• Consume a sports drink (like Gatorade/Lucozade) during long runs to maintain electrolyte levels.
  • Choose foods that are naturally constipating, such as bananas, plain bagels, rice, oatmeal and pasta.
  • Make sure you don’t eat at least two hours before running, so you give your body plenty of time to digest.
  • Try to keep track of what you eat before your runs, so you can figure out possible triggers. For example, some people find that dairy products cause diarrhea.
  • Plan your long runs along routes where you know bathrooms are accessible. If you face this problem on race day, don’t worry. Most races, especially longer ones such as marathons, offer plentyof portaloos at the start and along the race course. In most cases, you can find them near the water stops.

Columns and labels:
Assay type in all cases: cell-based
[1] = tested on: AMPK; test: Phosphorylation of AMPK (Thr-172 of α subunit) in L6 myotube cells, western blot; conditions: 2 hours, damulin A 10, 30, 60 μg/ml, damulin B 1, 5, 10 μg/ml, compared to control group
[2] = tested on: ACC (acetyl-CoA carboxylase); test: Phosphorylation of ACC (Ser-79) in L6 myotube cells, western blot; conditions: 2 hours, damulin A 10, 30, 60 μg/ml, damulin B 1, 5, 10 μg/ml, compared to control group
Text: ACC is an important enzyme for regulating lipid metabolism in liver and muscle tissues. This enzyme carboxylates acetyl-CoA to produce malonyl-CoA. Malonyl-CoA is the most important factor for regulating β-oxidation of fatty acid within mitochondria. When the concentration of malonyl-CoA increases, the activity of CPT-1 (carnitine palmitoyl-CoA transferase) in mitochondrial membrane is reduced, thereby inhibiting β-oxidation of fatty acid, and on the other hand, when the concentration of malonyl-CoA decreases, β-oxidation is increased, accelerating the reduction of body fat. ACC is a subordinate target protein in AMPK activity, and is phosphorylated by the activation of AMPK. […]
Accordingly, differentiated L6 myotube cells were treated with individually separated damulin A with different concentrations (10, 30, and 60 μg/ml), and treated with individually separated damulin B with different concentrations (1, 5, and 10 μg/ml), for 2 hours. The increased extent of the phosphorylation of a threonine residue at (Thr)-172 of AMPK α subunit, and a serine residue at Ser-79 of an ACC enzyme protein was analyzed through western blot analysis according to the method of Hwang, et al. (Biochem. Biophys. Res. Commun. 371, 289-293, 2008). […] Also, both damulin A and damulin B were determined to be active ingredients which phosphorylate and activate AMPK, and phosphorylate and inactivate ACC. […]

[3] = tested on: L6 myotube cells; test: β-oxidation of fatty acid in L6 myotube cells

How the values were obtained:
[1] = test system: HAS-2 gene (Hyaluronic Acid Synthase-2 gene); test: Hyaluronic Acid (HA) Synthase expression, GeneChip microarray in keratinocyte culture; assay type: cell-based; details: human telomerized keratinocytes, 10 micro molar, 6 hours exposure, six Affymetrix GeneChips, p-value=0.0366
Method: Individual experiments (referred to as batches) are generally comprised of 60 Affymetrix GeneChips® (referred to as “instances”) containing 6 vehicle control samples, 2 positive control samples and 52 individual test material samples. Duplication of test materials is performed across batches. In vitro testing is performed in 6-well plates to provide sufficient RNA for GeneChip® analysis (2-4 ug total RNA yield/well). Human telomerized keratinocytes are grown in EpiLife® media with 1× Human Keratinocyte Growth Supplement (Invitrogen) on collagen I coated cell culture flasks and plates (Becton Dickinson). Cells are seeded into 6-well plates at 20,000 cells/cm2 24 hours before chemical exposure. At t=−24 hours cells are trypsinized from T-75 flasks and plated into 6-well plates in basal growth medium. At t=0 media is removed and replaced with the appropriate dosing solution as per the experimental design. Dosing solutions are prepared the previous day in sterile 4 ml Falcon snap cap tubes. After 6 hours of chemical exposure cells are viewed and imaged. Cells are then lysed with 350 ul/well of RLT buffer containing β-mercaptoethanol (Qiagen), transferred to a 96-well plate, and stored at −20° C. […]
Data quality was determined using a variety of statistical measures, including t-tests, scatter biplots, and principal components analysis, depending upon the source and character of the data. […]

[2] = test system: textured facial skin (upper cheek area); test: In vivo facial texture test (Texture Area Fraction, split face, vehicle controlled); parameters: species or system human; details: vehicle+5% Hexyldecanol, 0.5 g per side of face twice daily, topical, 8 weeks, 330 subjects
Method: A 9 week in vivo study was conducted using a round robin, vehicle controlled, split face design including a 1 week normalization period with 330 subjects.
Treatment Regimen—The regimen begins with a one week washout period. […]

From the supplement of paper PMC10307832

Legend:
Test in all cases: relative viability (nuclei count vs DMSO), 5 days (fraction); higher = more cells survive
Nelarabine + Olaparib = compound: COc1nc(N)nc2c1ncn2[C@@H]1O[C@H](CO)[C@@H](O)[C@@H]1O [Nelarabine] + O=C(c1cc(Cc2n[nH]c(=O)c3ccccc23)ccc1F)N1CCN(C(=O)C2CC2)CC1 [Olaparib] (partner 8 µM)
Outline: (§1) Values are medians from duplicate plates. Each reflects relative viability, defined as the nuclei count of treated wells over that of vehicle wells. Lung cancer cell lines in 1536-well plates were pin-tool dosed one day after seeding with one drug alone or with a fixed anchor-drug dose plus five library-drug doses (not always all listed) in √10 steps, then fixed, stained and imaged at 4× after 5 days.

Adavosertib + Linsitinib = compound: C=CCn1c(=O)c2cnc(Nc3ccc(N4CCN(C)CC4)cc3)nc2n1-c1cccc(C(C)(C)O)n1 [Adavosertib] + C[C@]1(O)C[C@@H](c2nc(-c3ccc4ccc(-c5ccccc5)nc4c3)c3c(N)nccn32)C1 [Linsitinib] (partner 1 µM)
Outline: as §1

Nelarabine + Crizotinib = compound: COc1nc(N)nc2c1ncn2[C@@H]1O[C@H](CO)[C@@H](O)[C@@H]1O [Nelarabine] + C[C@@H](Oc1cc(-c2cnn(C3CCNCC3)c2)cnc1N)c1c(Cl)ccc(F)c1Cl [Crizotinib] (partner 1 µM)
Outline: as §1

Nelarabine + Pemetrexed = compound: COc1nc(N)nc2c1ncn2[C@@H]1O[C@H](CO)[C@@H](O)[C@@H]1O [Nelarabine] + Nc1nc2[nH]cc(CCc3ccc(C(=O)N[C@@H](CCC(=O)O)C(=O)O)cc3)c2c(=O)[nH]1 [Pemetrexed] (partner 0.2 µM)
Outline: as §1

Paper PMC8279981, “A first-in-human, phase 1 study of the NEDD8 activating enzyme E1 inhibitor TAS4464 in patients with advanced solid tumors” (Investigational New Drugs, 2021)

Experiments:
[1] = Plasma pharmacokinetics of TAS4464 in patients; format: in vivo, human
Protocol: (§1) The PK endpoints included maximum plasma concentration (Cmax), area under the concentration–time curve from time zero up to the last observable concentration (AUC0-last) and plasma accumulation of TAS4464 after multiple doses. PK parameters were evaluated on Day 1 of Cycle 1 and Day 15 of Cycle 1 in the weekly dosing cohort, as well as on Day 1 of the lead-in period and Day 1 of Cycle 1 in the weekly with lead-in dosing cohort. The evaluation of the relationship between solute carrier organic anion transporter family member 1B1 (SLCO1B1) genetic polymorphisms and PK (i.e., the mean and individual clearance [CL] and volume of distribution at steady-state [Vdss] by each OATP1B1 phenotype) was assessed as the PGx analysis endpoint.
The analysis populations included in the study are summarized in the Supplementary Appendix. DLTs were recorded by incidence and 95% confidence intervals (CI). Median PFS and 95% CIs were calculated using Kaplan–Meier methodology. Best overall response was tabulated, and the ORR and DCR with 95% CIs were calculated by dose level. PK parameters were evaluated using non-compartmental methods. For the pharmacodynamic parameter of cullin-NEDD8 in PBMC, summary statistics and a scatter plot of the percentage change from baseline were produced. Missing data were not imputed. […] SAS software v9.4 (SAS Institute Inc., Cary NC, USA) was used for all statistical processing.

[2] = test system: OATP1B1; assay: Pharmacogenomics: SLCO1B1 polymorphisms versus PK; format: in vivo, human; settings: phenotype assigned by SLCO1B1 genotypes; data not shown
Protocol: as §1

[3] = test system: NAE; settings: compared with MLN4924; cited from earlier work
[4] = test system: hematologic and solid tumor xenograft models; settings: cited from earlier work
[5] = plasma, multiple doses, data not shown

• If you try different tactics and nothing seems to work, you may want to consider a medical check-up for irritable bowel syndrome.

Perhaps I just need to make sure I fuel up and be hydrated well for any run longer than say 40 minutes?!?

Now the day after the run, I still have a funny tummy, and have sore quads of all things!! :-O  That’s not happened for a while… must get back into my running more so it doesn’t hurt the day after!  😉  Who says this running malarky is good for you?! 😉

Anyway, here are the run stats, links and map:

Run: 8.5M, 1:05:20, Pace: 7:40, Calories: 730.
Ave HR: 163 (86%), Max HR: 174 (92%), Garmin Training Effect: 5.0.